THE THIRD MAN (1949; Orson Welles, Joseph Cotten, Alida Valli; directed by Carol Reed)
Occasionally, I will be writing something I’ve dubbed “End Notes”–a very short blurb about, well, the ending of a particular movie. It’ll usually be a favorite ending, from a movie that to me has a perfect ending. Or maybe a movie I never wanted to see end. So, it goes without saying, that–even though you’ve probably seen the movie–I need to issue a Spoiler Alert. And I just did.
RECENTLY, I was fortunate to be at a Chicago Symphony Orchestra performance at which Anton Karas’ famous and unique Third Man Theme was played. A zither player was not easy for the CSO to find, so the conductor said. They searched high and low, finally locating one in… Milwaukee. He was an unassuming fellow, greeted with huge applause. Symphony Center became quiet, and then we heard the familiar opening notes.
Karas’ music gives this amazingly atmospheric movie–personally one of my all-time favorites– a melancholy, wistful tone nearly throughout. Occasionally the tune segues into a jaunty sort of rhythm, which matches Harry Lime (Orson Welles) as he goes on his merry, postwar way through the dark ruins of Vienna. But his bounciness and that of the music only emphasizes the sadness that pervades the other parts of the score, and the tragic events that ensue. We know Lime is whistling in the dark. He is doomed.
We come to the movie’s final scene. Holly Martins (Joseph Cotten) has had to reluctantly acknowledge, thanks to Major Calloway (the great Trevor Howard), that the greed and callousness of his old friend Harry has led to the deaths of many children. Since arriving in Vienna, Holly has had a romantic interest in Harry’s beautiful, sultry girlfriend, Anna (Alida Valli), but it’s obvious to everyone (except Holly) that she does not feel the same. He tries, unsuccessfully, to convince Anna of Lime’s guilt. But Anna’s heart remains with Harry. She feels Holly has betrayed both herself and Harry, and she will not forgive.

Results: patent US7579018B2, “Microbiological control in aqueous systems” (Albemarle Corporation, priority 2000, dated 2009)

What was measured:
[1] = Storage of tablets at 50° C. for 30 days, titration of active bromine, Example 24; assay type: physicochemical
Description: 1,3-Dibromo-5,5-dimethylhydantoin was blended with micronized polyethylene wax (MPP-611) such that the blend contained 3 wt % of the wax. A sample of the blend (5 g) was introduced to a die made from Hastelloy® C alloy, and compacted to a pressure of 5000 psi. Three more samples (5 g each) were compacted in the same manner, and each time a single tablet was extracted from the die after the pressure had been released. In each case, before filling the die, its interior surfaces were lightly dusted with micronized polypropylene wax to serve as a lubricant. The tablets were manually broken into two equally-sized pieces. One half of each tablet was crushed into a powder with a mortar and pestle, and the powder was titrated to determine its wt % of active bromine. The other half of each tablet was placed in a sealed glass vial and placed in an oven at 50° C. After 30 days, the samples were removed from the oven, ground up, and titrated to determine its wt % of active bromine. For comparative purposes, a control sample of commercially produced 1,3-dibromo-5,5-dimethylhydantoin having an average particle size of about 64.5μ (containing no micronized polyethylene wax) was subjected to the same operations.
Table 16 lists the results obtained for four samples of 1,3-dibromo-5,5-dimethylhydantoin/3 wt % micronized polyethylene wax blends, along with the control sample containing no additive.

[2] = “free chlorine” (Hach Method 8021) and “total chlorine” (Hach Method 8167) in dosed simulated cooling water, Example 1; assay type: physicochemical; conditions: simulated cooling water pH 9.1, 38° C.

Coming full circle since the film’s beginning, we’re back at the cemetery, once again saying good bye to Harry Lime. It’s a grim and chilly fall afternoon. The funeral service has ended. Saddened friends are departing, going their separate ways.
Holly leans non-chalantly against a wooden horse cart, like one of the wagons in his cheap, Zane Grey-like novels. He strikes a pose like a Western cowboy as he awaits the approach of the grieving, disillusioned Anna. Surely she will stop and we will talk, Martins might be thinking. Calloway glances back, his expression saying, The fool will never learn.
Holly looks down the lane, towards the approaching figure. Dry leaves fall from barren trees, like tears. Anna draws nearer. Then, without a pause or acknowledgment, Anna passes Holly by…
Holly reaches for a cigarette, lights it, and tosses the match. Harry is gone. Anna has left. One can’t just leave.
Martins: Wait a minute. Let me out.
Calloway: Well, there’s not much time.
Martins: One can’t just… leave. Please.
Calloway: Be sensible, Martins.
Martins: Haven’t got a sensible name, Calloway.
(THE THIRD MAN is widely available via streaming or disk, including Blu-Ray editions )